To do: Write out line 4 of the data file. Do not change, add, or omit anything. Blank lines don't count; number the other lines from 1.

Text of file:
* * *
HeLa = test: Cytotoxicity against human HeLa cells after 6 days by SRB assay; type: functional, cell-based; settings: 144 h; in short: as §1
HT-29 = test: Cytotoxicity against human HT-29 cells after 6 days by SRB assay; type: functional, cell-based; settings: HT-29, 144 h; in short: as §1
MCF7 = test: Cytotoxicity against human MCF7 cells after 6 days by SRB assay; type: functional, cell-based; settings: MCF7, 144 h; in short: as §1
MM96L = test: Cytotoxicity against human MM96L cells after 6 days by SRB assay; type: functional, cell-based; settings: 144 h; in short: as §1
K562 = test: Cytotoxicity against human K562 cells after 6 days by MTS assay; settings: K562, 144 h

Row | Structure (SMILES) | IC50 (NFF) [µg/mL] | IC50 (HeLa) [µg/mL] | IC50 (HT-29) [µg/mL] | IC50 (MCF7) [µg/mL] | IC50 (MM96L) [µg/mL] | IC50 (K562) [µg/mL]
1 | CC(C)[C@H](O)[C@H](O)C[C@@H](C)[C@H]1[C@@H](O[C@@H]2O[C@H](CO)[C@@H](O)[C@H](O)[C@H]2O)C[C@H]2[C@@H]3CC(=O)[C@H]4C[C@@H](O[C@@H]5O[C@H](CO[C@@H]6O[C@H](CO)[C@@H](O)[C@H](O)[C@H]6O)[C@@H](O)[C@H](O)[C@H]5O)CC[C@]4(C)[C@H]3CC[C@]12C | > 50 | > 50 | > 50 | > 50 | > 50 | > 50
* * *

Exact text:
MM96L = test: Cytotoxicity against human MM96L cells after 6 days by SRB assay; type: functional, cell-based; settings: 144 h; in short: as §1